The infamous The Room (2003) is undoubtedly one of the worst films ever made. It's widely been afforded the title of "Worst Film Ever Made," and while cinephiles could argue that point for hours with competition like Plan 9 from Outer Space, The Swarm and Troll 2 among the competitors with a fair claim of their own, it's definitely very, very bad.
The story behind The Room sets it apart from those other terrible movies, all of which came very much from within the Hollywood machine, albeit at the B-Movie end of the scale. The Room was an entirely different beast and now, with The Disaster Artist, James Franco conversely sets out to tell the story behind that very bad film, in a very good film.
Its director and creator, the mysterious Tommy Wiseau – a man of unknown origin (he claims to hail from New Orleans, but his accent is more Bratislava) and unexplained wealth – is an aspiring actor whose talents are at best hidden.
He is despondent after singularly failing to land roles and ready to give up on his dream. On meeting fellow dreamer Greg Sestero at his San Francisco acting class, however, he is inspired by a throwaway comment from his new pal: “We should move to LA and make our own movie.” So they do.
Thus begins the journey to the big screen as Wiseau, as inept as director as he is in the film’s starring role, Sestero and their hired crew and cast set about producing their cinematic disaster, which would ultimately attain “so-bad-it’s-good” cult status and remains a regular on the midnight screening circuit to this day.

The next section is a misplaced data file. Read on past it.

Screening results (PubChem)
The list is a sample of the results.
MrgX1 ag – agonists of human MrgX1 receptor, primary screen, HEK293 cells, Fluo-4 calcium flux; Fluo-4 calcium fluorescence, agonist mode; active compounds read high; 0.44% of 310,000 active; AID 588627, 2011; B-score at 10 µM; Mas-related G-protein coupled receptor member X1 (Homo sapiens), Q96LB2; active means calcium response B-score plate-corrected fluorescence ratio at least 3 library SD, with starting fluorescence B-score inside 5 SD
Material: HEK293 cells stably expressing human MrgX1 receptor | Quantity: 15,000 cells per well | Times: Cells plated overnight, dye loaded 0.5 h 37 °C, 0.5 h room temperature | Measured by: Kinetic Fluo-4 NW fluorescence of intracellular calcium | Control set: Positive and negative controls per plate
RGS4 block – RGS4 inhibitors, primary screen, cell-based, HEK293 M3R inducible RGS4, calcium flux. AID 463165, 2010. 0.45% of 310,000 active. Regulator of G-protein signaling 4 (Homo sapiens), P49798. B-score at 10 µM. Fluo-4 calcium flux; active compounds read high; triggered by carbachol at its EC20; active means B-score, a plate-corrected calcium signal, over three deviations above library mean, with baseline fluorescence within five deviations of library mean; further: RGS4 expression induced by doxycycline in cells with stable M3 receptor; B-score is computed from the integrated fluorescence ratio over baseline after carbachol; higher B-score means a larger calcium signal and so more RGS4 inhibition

The film is a genuine riot, faithfully recreating sections of the original movie and featuring an acting masterclass from Franco as he skillfully gets right under the skin of the bizarre Wiseau – stick around for the post-credit side-by-side scenes to realise just how faithfully Franco and company have reconstructed the original in the fake scenes.
It’d be easy to descend into simple parody of the misguided Wiseau and his awful movie, but there’s a clear fondness for the subject matter here, a respect for the protagonists that goes beyond caricature, and an unexpected poignancy to the challenges our heroes face.
There’s a supporting cast featuring the likes of Seth Rogen as Wiseau’s perpetually perplexed script supervisor, and de facto director, who desperately attempts to give at least some coherence to Wiseau’s filmic musings, and Alison Brie as Sestero’s love interest, but really this is the Franco show, with brother Dave taking on the role of Wiseau’s straight man Sesteros. The film is based on the real-life Sesteros’ memoirs.
This time last year, all the movie talk was of La La Land's likely assault on the Oscars. The Disaster Artist isn't receiving quite the same Oscar buzz, Franco's performance aside – comedies rarely do. The movie does, however, offer a welcome antidote to that piece of feel-good Hollywood dreamer schmaltz. Here, Wiseau's determination to chase his Hollywood dream is met with ridicule and failure, yet somehow the tale's ending offers a strangely uplifting moment, with plentiful belly laughs on the way.
The Disaster Artist hits theatres on January 4